Ever since I released The Overlord Unicorned Squirrels From Mars in 2018 there have been a lot of questions.
The most frequently asked is ‘why did you write the Unicorned Squirrels?’
Clearly such a question is looking for me to tell of the literary influences which led me to tell the intergalactic rodent tale.
Until recently I’ve resisted the desire to answer such a question. However, lately I don’t think I’ve been getting enough attention and in any event there are rumours circulating that I wrote Unicorned Squirrels as a joke!
So, please, let me take you on the creative journey that gave birth to everyone’s favourite unicorned rodents.
The genesis of the story begun when I was at university studying English Literature.
It was late at night and I was alone in the library. Well, not really alone but to be honest the return I was getting for the effort that a member of the rugby team was putting in I may well have been.
It was during Jack’s laboured thrusts that I begun to pay particular notice to the old dusty books on the shelf. This was in part due to boredom but mainly because of the trajectory that Jack’s enthusiasm had put me on.
There was one book that caught me eye (literally) and so fearing this late night library liaison may end in me losing my sight I removed the book.
My fingers slid over the dark cloth board, the cracks and bumps crying out with years of neglect. The marker ribbon frayed and fragile, barely serving its purpose.
The title, which once proudly stood out in gold embossed lettering now meekly sunk into the dark cloth board.
With a little help from Jack I got closer so I could make out the title
‘Recipes & Poetry Almanac’
The idea behind this publication was to combine cookery and poetry. A detailed recipe would be followed by a number of poems throughout the ages. The length of time it would take you to read the poems is how long you needed to wait for whatever it was you were making to finish cooking.
The idea never really caught on and the series was cancelled after just one volume and never reprinted. It didn’t help that it was printed on highly flammable paper and was cited to be to blame for a number of kitchen fires.
Had I chosen to have my illicit affair with Jack in the canteen then I may have been tempted to rustle up a Lemon Drizzle Cake but instead I decided to read some of the poems.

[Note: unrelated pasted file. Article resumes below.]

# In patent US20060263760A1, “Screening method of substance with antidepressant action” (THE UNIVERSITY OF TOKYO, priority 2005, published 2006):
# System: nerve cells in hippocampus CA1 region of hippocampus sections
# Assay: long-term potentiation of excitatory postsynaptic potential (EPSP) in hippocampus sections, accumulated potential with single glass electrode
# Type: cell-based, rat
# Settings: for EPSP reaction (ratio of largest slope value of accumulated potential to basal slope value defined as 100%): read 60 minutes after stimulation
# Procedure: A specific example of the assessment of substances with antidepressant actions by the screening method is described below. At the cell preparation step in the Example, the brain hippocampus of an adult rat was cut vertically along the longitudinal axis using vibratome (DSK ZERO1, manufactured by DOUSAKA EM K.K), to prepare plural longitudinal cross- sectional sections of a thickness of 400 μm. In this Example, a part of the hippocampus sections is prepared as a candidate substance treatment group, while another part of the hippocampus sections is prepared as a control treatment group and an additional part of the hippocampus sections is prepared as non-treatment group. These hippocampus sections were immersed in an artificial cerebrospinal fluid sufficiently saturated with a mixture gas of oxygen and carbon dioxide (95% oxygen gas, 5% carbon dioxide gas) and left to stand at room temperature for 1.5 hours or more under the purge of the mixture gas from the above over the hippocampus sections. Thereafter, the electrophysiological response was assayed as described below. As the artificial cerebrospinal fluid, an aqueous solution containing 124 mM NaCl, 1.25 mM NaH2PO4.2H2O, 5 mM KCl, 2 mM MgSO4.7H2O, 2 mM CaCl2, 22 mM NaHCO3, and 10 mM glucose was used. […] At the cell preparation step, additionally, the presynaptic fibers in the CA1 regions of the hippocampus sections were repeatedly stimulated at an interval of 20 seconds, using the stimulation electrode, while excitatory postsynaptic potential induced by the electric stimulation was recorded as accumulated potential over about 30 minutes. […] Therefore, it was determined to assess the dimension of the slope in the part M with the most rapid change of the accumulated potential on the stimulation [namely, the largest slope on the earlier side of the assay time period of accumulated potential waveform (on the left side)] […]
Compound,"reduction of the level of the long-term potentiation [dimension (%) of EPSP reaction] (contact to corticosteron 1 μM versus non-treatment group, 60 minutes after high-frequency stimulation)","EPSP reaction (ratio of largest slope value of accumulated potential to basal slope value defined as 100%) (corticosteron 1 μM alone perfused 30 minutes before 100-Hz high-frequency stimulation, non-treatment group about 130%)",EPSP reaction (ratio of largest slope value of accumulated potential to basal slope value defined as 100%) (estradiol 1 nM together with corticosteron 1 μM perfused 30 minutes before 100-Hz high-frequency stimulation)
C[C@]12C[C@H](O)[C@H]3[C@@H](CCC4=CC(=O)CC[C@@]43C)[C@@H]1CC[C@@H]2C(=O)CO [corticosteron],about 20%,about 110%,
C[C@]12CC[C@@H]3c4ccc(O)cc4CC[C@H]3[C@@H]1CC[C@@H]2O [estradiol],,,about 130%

I gave a cursory glance back at Jack and studying his reddening expression in the gloom of the library I returned to the book to find a poem that would take about a minute or so to read.
I thumbed through the brittle pages and worried that the book would disintegrate I stopped on one particular poem
‘Oh, Look It’s a Squirrel’ by Von Klausenhausen
I never heard of this particular writer before and there is very little information about him on the internet.
What I have subsequently been able to find out is that he was born in 1265 and was very much the contemporary to Dante; indeed they were childhood friends. Hardly any contemporaneous documentation remains but what does gives us a fascinating insight into the relationship between the two.
Klausenhausen’s cheery nature was in complete juxtaposition to Dante’s moodiness. Old school reports refer to Dante as needing ‘to lighten up a bit’ whereas Klausenhausen was described as a ‘optimistic dreamer’.
Their friendship was rather tempestuous and in a postcard Klausenhausen sent to his mother on a school trip he described the tension between them
‘Dante hat mein Käsesandwich gestohlen’ (Dante stole my cheese sandwich).
Sadly, Klausenhausen was to experience tragedy when his father died.
Klausenhausen was raised in a relatively poor household, the only income came from whatever his Father won from wrestling naked at the local tavern.